Good writing is about change and overcoming challenges to achieve a goal. This is as true in fiction as it is in narrative nonfiction.
However, it does not generally make for interesting writing to show someone working through problems with a therapist or in some very open and intentional way. We do this in our lives, but where there is dramatic tension is when a simple route is not an option.
There needs to be the obvious tension of can the character achieve his or her goal. In one book that could be does the person survive a life threatening challenge? Or it could be, do they change in order to find happiness?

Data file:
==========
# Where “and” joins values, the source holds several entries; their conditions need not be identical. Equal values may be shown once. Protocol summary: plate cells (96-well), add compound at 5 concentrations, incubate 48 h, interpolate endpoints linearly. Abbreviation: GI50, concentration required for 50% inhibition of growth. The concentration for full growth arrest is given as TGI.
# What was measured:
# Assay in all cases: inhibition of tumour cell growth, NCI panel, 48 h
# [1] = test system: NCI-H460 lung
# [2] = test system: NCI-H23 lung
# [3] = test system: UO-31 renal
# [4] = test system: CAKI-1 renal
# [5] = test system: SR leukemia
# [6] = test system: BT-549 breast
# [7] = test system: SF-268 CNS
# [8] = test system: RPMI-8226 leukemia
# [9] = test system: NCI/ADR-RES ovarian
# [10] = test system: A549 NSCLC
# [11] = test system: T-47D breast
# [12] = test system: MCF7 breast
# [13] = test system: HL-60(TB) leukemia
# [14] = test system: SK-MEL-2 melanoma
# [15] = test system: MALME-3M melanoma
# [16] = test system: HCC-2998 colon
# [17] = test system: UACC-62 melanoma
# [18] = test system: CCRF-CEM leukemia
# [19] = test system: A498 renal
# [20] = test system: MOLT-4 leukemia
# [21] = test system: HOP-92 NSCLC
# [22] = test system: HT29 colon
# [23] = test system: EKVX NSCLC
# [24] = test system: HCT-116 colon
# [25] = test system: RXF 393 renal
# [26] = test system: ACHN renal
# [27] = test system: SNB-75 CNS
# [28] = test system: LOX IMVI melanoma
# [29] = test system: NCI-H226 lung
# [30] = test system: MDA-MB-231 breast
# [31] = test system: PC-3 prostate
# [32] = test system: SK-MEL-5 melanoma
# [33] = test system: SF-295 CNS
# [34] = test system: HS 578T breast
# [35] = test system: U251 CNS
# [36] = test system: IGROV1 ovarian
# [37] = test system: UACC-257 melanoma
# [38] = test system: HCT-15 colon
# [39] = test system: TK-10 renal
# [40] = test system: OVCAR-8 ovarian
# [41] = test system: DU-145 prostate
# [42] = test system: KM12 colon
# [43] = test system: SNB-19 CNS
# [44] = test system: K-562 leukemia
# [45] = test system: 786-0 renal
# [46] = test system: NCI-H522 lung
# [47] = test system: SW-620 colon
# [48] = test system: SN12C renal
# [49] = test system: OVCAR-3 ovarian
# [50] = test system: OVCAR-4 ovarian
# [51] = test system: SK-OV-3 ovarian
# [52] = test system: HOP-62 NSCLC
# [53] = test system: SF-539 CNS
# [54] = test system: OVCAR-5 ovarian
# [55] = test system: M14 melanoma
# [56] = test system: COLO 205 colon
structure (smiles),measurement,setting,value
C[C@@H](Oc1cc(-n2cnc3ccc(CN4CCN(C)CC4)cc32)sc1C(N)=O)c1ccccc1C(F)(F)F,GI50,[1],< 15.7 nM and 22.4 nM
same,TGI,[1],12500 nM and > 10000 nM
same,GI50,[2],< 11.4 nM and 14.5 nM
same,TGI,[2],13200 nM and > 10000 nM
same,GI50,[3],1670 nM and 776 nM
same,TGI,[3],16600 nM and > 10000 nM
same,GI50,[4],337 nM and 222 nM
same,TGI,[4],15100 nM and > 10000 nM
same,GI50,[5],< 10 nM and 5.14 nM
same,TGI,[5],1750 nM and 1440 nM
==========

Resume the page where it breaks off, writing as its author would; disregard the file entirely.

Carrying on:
In either there is the obvious tension, but there needs to be an underlying tension. This is where a person's flaws come in. Alcoholics and other addicts in recovery understand the natural tension between a person's desires/intentions and their flaws. Flaws are what make achieving our desires/intentions next to impossible. Flaws make internal, personal change very difficult.
So not only does the protagonist work against an antagonist, but they must also work against their own personal flaws.